I'm relatively new to CodeIgniter and am making my first CI project in which there are user-accounts, etc. In the past, I have always used PHP's $_SESSION variable to this end. However, CI seems to have its own session mechanism, which it claims is "better"

CI's session mechanism seems to store all the data in a cookie? Personally I like the idea of all the data being stored on the server, accessed with a cookie-key like PHPs native session mechanism... Am I being dumb thinking that's better? Should I just accept CI's mechanism? Or should I go ahead and use native PHP sessions?

What do you guys do?



In my experience with CI I've encountered some anomalies with its sessions, but for most day-to-day needs the library is good and easy to work with. As it was pointed out, Flashdata is a very nice feature.

If you choose to stay with CI's sessions, I'd strongly suggest to store sessions in a database and, additionally, encrypt cookies:

$config['sess_encrypt_cookie'] = TRUE;
$config['sess_use_database']   = TRUE;
$config['sess_table_name']     = 'sessions';

The database structure should be as follows:

    session_id varchar(40) DEFAULT '0' NOT NULL,
    ip_address varchar(16) DEFAULT '0' NOT NULL,
    user_agent varchar(50) NOT NULL,
    last_activity int(10) unsigned DEFAULT 0 NOT NULL,
    user_data text NOT NULL,
    PRIMARY KEY (session_id)
  • 1
    Sessions in the database are your best bet for optimal security with codeigniter. – Tom Schlick Jan 5 '10 at 15:38
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    Thank you. Upon more research I found that one should remove the underscore from the session cookie name, as this causes IE to choke. – Mala Jan 6 '10 at 9:13
  • @Mala: What do mean by "choke"? Where did you read about this IE cookie naming issue? I know there is a bug in connection with underscores in web site domain link but that's a different issue. – Philipp Michael Sep 26 '12 at 8:19
  • sadly I'm not sure, this is something I saw in some doc around three years ago :\ I just remember that with the underscore, sessions didn't session in IE, and without it everything worked as expected. This may have been a bug in an older CI implementation. Sorry I can't be more help. – Mala Jan 21 '13 at 2:59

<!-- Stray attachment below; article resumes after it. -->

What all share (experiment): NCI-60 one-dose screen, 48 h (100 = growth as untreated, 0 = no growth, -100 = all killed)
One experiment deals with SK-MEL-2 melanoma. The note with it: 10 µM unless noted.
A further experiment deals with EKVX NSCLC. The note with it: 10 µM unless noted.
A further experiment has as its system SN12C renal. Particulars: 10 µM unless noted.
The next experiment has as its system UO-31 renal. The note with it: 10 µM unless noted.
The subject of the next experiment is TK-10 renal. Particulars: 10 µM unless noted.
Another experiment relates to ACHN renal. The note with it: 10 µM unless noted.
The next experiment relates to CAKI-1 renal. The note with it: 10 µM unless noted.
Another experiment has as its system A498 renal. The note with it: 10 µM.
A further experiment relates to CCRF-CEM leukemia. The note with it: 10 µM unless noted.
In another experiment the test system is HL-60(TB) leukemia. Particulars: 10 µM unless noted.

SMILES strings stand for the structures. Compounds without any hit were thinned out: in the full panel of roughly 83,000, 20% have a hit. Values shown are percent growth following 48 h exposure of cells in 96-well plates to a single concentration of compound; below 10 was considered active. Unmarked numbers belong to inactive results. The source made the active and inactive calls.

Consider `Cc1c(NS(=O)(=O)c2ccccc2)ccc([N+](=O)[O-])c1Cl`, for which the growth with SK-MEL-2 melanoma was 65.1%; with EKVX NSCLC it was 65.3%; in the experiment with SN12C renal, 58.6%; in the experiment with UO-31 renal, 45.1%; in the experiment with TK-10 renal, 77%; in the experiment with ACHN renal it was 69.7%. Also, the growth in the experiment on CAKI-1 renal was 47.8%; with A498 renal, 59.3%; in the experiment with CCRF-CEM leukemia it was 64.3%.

The manual says more flexibility rather than better ;-)

I presume the main benefit of CodeIgnite session class is that it integrates with the framework and it offers a few extra functionality, such as IP address tracking and what it calls flashdata (session data that's erased as soon as it's read). If you are using a framework in the first place that means these options may be attractive for you.

Whatever, you can also save session data into a database:



Keep PHP session for important information and use CI session for less important info.

Read here wyh.http://codeigniter.com/forums/viewthread/130577/

  • The general consensus of that thread is that CI sessions are for important information (encryption/database storage), but they aren't compatible with Internet Explorer. – NobleUplift Oct 4 '13 at 14:05
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    Actually, I take that part about Internet Explorer back. Apparently that information is being propagated by a conspiracy theorist. – NobleUplift Oct 4 '13 at 15:32

I know this is an older post, but I feel it is worth sharing what I have found.

Since CI uses a cookie based approach ( even with database storage ) it causes a problem for my particular app which serves data to remote clients requesting data through curl. The bottom line is Cookies and Cross Site Scripting, although manageable, do not play well together.

I chose to try to override the native Session.php class provided by CI with my own MY_Session.php. I was happy to find this wasn't too difficult, but was surprised to find that CI was regenerating session id even though my script explicitly provided them.

According to the CI manual

The user's unique Session ID (this is a statistically random string with very strong entropy, hashed with MD5 for portability, and regenerated (by default) every five minutes)

Although I can probably find a way to override this, I am wondering if it wouldn't be much easier to revert back to PHP sessions.

Just food for thought if you're going to use CI.


CI sessions has Storage size limitations

As you are aware , CI sessions are cookies basically, whether you encrypt it or not. As far as security is concerned both have its on pros and cons.

My concern was the size limit of CI sessions, It can hold only 4 kb data as its basically a cookie, while Native PHP session only stores reference id on cookie and all the session data is stored in server memory. This comes handy when you have a larger number of items need to be stored in a session.

Say a shopping cart with more items, or a user music playlist with more than 50 tracks... etc.

I hope this information helps someone some day.


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